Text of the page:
I took the liberty of assuming we're "measuring" audio in the reals of milliamps which is why I said MAYBE 3ohms.
The quote you took issue with:

"A multimeter will work fine with an appliance. "
Reply With Quote

  #30  
Old 10-25-2009, 05:26 PM
ninjackn ninjackn is offline
Junior Member
 
Join Date: Oct 2009
Location: USA
Posts: 7
Default

Damn it, my post was eaten.

Quote:
Originally Posted by saratoga View Post
Basically, the "units" as you call them aren't really units. They're just the reference level. So saying 121dB SPL just means its referenced to a power of 1 picowatt. Since all dB are then relative, it doesn't really matter what the absolute reference level is until you try to convert back from dB to watts.

Interestingly, his original 3dB/118 part makes sense if the sensitivity is really in dB/V, but I think thats a typo since it would mean the response of his headphones went with the square root of power, which would be a bit odd.
Feel free to swap W, mW and V interchangeably for my purposes. The "units" are "X dB/V." I miss-interpret this as "(X dB_SPL)/V". It would make more sense if it was "X dB_(SPL/V)" or "X dB (SPL/V)" or "X dB @ 1V" because that gives me and idea what all the ratios and references are referring to. Take for example if you have a programmable amplifier that increases the output 1 dB (SPL) per code. The unit might be short handed to "X dB/LSB". How are you suppose to understand if the output pressure increases logarithmically or linearly with each code step? So the units are wrong.


Take a look for your self, if you happen to randomly look at one single headphone specification:
http://www.akg.com/personal/K_272_HD...how,specs.html
You see it's in this magical "dB/V" or "dB/mW" and there's nothing preventing you from making the same assumptions I made.


But if you look at other headphone specs (which I did before my previous post):
Sennheiser

Beyerdynamic
Etymotic
You see they don't use dB/V or dB/mW or dB/W. Thus is why I said the units are wrong.




As to the issue of the DMM, here what i should have said to prevent our pissing match:

Quote:
Originally Posted by TomCat39
I remember he said the impedance meter is needed because just using a multimeter to read the impedance with the appliance in operation, changes the whole circuit and gives you an incorrect reading. I guess, with headphones, the change is negligible?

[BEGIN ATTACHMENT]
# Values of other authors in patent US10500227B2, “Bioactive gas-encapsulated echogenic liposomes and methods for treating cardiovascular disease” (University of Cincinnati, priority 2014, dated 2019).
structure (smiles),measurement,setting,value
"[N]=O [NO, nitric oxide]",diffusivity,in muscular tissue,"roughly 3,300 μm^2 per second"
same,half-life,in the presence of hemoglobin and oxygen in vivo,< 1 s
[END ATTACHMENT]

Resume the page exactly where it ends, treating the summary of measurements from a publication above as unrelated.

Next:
You shouldn't use the multimeter to measure impedance of an appliance or headphone in operation because indeed does change the circuit. The multimeter would likely add in it's own small test current to the system and get an incorrect reading because it's trying to do measure the test current mixed in with the current being outputted by the system.

If you want to measure the resistance of an appliance in operation then you would need two multimeters, one to measure current and another to measure voltage and calculate the resistance from that. If you want to measure the impedance of the system then you need the system to output signals at different frequencies and calculate it's equivalent resistance, capacitance and inductance.

You should also take the resistance introduced by the multimeter and test leads into account when doing calculations.
Reply With Quote

  #31  
Old 10-25-2009, 07:39 PM
saratoga saratoga is offline
Rockbox Developer / Moderator
 
Join Date: Apr 2007
Posts: 3,586
Default

Quote:
Originally Posted by ninjackn View Post
Take for example if you have a programmable amplifier that increases the output 1 dB (SPL) per code.
"1 dB (SPL) per code"

I don't think you've understood what you've read. It just increases it 1dB. Saying "(SPL)" doesn't make sense sense increases are relative and don't have a reference level.

Quote:
Originally Posted by ninjackn View Post
The unit might be short handed to "X dB/LSB". How are you suppose to understand if the output pressure increases logarithmically or linearly with each code step?
Err dB are logarithmic. Always. Why did you just post a half dozen times about them if you didn't know what a dB was? Hell, you even tried to explain them to someone

Quote:
Originally Posted by ninjackn View Post
You see it's in this magical "dB/V" or "dB/mW" and there's nothing preventing you from making the same assumptions I made.
Well knowing what a dB was would definitely tend to stop one from making those assumptions . . .

Quote:
Originally Posted by ninjackn View Post
As to the issue of the DMM, here what i should have said to prevent our pissing match:
Don't take this so personally. Its not a pissing match. Its not a contest at all. Its just me explaining to you how DMMs work.

Quote:
Originally Posted by ninjackn View Post
You shouldn't use the multimeter to measure impedance of an appliance or headphone in operation because indeed does change the circuit. The multimeter would likely add in it's own small test current to the system and get an incorrect reading because it's trying to do measure the test current mixed in with the current being outputted by the system.
Well sure if you don't know how to use a DMM

But you can easily make that measurement without injecting any current at all. Just use the DMM as an ammeter and apply Ohms law. Then it works fine. Incidentally, this is why I said "current mode" in the post you quoted above and not "impedance mode"
Reply With Quote

  #32  
Old 10-25-2009, 08:37 PM
ninjackn ninjackn is offline
Junior Member
 
Join Date: Oct 2009
Location: USA
Posts: 7
Default

Quote:
Originally Posted by saratoga View Post
"1 dB (SPL) per code"[]
I don't think you've understood what you've read. It just increases it 1dB. Saying "(SPL)" doesn't make sense sense increases are relative and don't have a reference level.

Err dB are logarithmic. Always. Why did you just post a half dozen times about them if you didn't know what a dB was? Hell, you even tried to explain them to someone